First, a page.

Equality For Your Girls In Your Parks

  1. What is the law?

    In 2004, the California Legislature passed and the Governor signed into law AB 2404 to expand opportunities for girls to play sports in “community parks and recreation.”  The law says that girls have to be given equal opportunities to participate in community youth athletic programs equal, both in quality and scope, to boys.  While many mistakenly believe the law becomes effective in 2015, in fact, the law went into effect January 1, 2005 and is currently applicable.

  2. Why is AB 2404 important?

    .In poor communities, there is a large gap in sports participation between boys and girls.  Recent research shows that in California “low-income teens have fewer options for physical activity, so they are more dependent on parks.”  Data suggests that community youth athletic programs are uniquely situated to promote equal access to athletic opportunities for low-income girls.  Similarly, they suggest that when girls in general are under-represented in park-sponsored youth athletic programs, low-income girls are disproportionately missing out on the benefits of athletic participation.

    Studies have shown that high school girls who participate in team sports are less likely to drop out of school, less likely to smoke or drink, or become pregnant.  And they are more likely to go on to college.  The skills that young women gain from sports participation, including teamwork, leadership, and discipline, can be crucial to their later success in higher education and employment.

  3. Where does the law come into play?

    Studies have shown that high school girls who participate in team sports are less likely to drop out of school, less likely to smoke or drink, or become pregnant.  And they are more likely to go on to college.  The skills that young women gain from sports participation, including teamwork, leadership, and discipline, can be crucial to their later success in higher education and employment.

  4. How do you know your Parks & Rec is following the law?

    The law identifies twelve different factors to determine whether discrimination exists in local sports programming. These factors include:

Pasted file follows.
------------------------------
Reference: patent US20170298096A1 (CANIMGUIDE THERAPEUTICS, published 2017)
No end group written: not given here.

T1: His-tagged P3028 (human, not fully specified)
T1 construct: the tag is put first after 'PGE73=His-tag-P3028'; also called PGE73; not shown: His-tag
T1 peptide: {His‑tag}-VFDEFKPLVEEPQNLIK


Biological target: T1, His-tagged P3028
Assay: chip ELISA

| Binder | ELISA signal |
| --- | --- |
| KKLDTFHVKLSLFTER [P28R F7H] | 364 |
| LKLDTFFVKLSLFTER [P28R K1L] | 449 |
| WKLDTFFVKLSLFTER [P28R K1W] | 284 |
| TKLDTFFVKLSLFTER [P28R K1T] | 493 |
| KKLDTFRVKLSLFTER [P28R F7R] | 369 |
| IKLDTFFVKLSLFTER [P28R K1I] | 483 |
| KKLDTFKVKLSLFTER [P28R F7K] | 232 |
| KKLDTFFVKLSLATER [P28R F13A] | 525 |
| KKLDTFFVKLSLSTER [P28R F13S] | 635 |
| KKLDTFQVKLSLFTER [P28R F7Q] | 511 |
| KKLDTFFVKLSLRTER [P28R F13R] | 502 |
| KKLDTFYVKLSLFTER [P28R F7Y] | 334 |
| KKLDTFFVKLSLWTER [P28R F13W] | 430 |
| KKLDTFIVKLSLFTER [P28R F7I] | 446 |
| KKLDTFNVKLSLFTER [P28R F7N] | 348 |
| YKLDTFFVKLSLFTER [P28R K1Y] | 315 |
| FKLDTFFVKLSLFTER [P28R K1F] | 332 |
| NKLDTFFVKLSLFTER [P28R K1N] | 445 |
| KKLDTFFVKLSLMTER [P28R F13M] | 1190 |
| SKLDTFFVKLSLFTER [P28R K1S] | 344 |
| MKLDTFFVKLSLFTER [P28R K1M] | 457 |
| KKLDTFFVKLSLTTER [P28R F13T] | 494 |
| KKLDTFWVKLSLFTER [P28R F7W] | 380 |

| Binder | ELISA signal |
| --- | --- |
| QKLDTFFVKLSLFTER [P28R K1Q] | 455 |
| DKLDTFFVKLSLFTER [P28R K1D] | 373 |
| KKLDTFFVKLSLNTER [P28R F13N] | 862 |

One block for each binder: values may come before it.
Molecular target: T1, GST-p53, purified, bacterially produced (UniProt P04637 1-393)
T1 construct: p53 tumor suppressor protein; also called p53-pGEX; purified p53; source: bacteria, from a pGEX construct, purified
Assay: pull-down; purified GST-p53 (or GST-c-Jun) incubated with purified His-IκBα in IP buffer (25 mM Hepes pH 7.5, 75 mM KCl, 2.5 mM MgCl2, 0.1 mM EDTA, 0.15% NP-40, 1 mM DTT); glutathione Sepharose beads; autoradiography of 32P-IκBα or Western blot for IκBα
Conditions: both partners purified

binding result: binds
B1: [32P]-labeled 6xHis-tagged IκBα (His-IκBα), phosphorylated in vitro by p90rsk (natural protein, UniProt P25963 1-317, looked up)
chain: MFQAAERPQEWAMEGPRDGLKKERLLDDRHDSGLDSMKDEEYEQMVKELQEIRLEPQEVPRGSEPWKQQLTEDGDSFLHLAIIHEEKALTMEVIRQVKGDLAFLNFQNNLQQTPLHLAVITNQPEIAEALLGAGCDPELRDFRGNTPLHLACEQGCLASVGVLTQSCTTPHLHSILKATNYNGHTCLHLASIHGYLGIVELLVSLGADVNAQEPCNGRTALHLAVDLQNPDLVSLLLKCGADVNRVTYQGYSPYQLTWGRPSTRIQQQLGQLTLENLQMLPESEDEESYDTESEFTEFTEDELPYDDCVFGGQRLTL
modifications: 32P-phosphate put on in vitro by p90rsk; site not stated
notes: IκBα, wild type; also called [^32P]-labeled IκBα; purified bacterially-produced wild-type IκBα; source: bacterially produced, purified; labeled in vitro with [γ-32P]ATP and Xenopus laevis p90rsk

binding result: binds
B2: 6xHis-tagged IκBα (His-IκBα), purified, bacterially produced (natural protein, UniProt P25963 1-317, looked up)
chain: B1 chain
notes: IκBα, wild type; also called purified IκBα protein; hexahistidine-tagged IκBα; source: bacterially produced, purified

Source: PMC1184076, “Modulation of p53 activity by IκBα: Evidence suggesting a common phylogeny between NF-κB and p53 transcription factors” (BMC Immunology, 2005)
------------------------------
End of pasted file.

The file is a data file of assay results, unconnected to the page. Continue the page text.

1. Whether the community youth athletic programs effectively accommodate the athletic interest and abilities of both boys and girls.
    2. Who is getting monies, equipment, and supplies.
    3. The scheduling of games and practice times.
    4. The opportunity to receive coaching.
    5. The assignment and compensation of coaches.
    6. Access to lands and areas accessed through permitting, leasing, or other land use arrangements, or otherwise accessed through a city, a county, a city and county, or a special district.
    7. The selection of the season for a sport.
    8. The location of games and practices.
    9. Availability of locker rooms.
    10. The provision of practice and competitive facilities.
    11. The manner of providing publicity.
    12. Officiating by umpires, referees, or judges who have met training and certification standards.
  5. How is the state law (AB 2404) related to federal law (Title IX)?

    AB 2404 incorporates concepts from and coordinates the obligations of three key pieces of legislation attacking gender discrimination in athletic activities: Title IX (gender equality in federally-funded institutions), the Unruh Civil Rights Act (California law), and AB 833 (prohibiting sex discrimination in state secondary and postsecondary institutions).

    In particular, like Title IX, AB 2404 provides three ways that a local government can show that it “effectively accommodate[s] the athletic interests and abilities of both genders.”  The three ways to show compliance are:

    1. The community youth athletics program opportunities for boys and girls are provided in numbers substantially proportionate to their respective numbers in the community; OR
    2. Where the members of one gender have been, and continue to be, underrepresented in community youth athletics programs, the city, county, city and county, or special district can show a history and continuing practice of program                 expansion and allocation of resources that are demonstrably responsive to the developing interests and abilities of the members of that gender [Note: This way of showing compliance is no longer available starting Jan. 1, 2015,               as departments will have had ten years to appropriately expand by 2015]; OR
    3. Where the members of one gender are underrepresented in community youth athletics programs, the city, county, city and county, or special district can demonstrate that the interests and abilities of the members of that gender have             been fully and effectively accommodated by the present program and allocation of resources.

    If you have questions about compliance in your community, contact the Legal Aid Society-Employment Law Center’s Fair Play for Girls in Sports project toll-free at (877) 593-0074 or email fairplay@las-elc.org.  More information about Fair Play for Girls in Sports can be found at http://www.las-elc.org/fair-play-for-girls-in-sports

     

If you have questions about compliance in your community, contact the Legal Aid Society-Employment Law Center’s Fair Play for Girls in Sports project.

Disclaimer

This Fact Sheet is intended to provide accurate, general information regarding legal rights relating to employment in California. Yet because laws and legal procedures are subject to frequent change and differing interpretations, the Legal Aid Society–Employment Law Center cannot ensure the information in this Fact Sheet is current nor be responsible for any use to which it is put. Do not rely on this information without consulting an attorney or the appropriate agency about your rights in your particular situation.